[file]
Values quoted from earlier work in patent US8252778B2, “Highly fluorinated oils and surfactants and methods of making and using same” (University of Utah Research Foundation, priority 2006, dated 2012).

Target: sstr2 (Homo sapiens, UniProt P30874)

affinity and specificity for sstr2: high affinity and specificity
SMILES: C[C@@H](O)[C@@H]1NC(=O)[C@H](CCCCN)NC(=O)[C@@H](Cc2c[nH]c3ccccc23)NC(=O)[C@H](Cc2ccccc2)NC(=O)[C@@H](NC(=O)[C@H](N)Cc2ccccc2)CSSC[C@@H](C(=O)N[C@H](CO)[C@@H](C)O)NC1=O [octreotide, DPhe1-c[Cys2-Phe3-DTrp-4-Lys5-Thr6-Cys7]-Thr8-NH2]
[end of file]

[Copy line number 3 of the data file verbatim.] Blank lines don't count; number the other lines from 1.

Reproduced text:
affinity and specificity for sstr2: high affinity and specificity